Casey Cates wrote:
Thank you guys for your insight. Rose hit it on the head. Her boyfriend is Muslim. I know from her ex-boyfriend, who is also Muslim, that in this religion they're not concerned with whether she converts but definitely any children would be raised Muslim. This is what I fear if she marries a Muslim as this is her 2nd boyfriend. They have not been dating very long but they have known each other a few years. I was also told that the children could observe but not participate in the Church. She is very strong in her faith so my hope is that that she will hold on to that.
But does the Church approve of this kind of relationship or would a marriage be blessed? I would not think so since the children would not be allowed to become Catholic.
Does the Church approve of such marriages between a Catholic and a person who is not baptized? Well, the law is clear that such marriages are invalid. In other words, they are de facto
not recognized. In order for this marriage to be valid, a dispensation for disparity of cult would have to be obtained from the bishop and the marriage would have to take place according to the Catholic form, unless a dispensation from the Catholic form of marriage is also obtained from the bishop. Otherwise the marriage would not be valid.
Since the Muslim is not baptized, this marriage would not be sacramental, even if it was valid and therefore recognized by the Church. If proper dispensations were obtained, the marriage would be termed as a good and natural marriage, but it would not enjoy the sacramental graces that flow from a marriage between 2 validly baptized people of whatever Christian sect.
You won't find any documents on the web, but I do recall in my marriage law class at the seminary the instructor (who is the moderator of the Curia in our diocese and the second most powerful man behind the bishop) discussing with us that the Church is concerned (and the concern is growing) about marriage between Catholic women and a Muslim men. He read from a letter that some Spanish bishops had written regarding this concern.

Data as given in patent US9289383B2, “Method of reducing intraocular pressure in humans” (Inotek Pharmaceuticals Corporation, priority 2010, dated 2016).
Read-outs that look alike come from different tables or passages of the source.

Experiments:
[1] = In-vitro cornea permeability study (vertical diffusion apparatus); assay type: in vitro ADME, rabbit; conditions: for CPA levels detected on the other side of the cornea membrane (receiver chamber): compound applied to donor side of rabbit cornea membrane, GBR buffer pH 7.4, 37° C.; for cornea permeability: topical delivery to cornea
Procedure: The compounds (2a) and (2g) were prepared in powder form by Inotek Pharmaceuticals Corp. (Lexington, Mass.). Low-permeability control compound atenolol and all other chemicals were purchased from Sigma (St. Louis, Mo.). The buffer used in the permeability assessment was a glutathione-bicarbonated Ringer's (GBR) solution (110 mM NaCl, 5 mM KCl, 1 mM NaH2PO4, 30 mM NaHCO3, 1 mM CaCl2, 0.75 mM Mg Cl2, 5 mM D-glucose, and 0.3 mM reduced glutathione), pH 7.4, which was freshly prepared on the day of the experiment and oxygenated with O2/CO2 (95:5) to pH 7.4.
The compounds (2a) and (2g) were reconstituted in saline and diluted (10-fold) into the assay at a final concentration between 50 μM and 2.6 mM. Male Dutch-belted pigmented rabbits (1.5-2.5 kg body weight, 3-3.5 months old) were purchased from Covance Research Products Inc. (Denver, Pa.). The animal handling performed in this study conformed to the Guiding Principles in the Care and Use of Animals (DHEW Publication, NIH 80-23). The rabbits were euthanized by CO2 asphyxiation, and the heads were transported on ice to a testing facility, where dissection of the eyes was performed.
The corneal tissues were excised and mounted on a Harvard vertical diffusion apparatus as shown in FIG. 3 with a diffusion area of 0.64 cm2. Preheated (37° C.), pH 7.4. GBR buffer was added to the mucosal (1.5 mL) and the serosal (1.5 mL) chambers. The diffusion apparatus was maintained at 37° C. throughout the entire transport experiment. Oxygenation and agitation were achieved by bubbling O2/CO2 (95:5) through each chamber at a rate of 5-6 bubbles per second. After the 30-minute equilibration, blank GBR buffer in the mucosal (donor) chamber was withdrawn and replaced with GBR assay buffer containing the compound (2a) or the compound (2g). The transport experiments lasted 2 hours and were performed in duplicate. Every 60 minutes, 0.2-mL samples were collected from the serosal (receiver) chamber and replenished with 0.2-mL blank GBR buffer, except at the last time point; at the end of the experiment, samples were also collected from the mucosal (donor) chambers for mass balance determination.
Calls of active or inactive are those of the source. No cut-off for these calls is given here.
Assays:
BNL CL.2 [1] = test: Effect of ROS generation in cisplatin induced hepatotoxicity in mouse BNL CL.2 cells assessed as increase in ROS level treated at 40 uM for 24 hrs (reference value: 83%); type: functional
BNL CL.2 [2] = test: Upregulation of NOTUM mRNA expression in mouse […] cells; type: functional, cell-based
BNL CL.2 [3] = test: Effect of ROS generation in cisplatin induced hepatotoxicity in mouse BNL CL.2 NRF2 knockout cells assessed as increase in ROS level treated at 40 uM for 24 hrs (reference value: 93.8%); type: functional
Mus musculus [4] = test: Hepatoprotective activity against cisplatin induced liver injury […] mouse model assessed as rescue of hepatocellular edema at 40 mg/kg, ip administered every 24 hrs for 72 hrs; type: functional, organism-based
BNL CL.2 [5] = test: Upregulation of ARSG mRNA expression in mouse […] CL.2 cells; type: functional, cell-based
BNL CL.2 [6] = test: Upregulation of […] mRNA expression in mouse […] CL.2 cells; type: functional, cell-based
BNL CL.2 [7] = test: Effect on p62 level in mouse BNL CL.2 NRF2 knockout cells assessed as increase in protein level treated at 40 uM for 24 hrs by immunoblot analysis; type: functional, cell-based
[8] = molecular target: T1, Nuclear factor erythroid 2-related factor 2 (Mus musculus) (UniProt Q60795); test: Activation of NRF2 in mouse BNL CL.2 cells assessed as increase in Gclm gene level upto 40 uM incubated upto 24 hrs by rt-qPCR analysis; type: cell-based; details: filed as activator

These are their concerns:
Apart from the problem that disparity of cult and extreme religious difference introduces to such marriages (and the Church has history to show that these marriages end badly at higher rates than marriages between Catholics and Protestants or Catholics and Catholics), there is also the particular problem with Muslims, where Muslim men, under pressure from their families, may move their families back to the country of origin where the women endure terrible pressure and hostility until they convert to Islam. Worse yet, Muslim men have been known to kidnap their children, taking them against the will of the mother, back to their home countries in order to force the women to convert to Islam to get their children back.
The pastor of the Catholic spouse according to law is to be concerned for the spiritual well-being of the Catholic spouse. Since the law stipulates this, it is obvious the Church sees grave difficulties in such marriages for the Catholic.
Finally, unless the children from this marriage were baptized (and there would have to be some level of hope they would be brought up Catholic for them to be baptized), they would not be able to participate in any of the sacraments of the Church.
What is a mother to do? Unfortunately, by the time a child has decided to get married to someone, there isn't much that can be done. As my pastor says, when a couple meets with him to get married, the decision has already been made. It's a little late to start counseling them on the qualities they should be looking for in a spouse. By that point, they aren't open to counsel and are just looking to set a date and move forward.
All a parent could do at this point is speak her piece and peace in charity about the difficulties such a marriage could and would present, attempt to ensure that the children get the proper dispensations and validly marry according to the Church, and then pray fervently for the well-being of the marriage.
For parents of younger children who have not yet reached this point, NOW is the time to constantly and consistently have talks with your children about the importance of marrying within their faith and about the qualities they should be looking for in a spouse. You may get a "whatever" reaction from them, they may think you're crazy for bringing it up when they aren't even thinking about marriage, but repetition and rational explanation, separated from raging hormones and sexual involvment, tends to sink in and hold firm. Don't wait until your children are on the precipice of making such an important decision to attempt to influence them.
I'm not saying this happened in Casey's case. Children will still go astray despite the wise, life-long counsel of parents; despite having the best parents in the world. But it does happen very often that parents are silent on the major questions of life because they believe their children aren't at the point where those questions are answered. If parents wait until the questions are to be answered and choices made, their chance at influencing the decision, at bringing their wisdom gained from living past mistakes and triumphs to bear on the question, has waned considerably.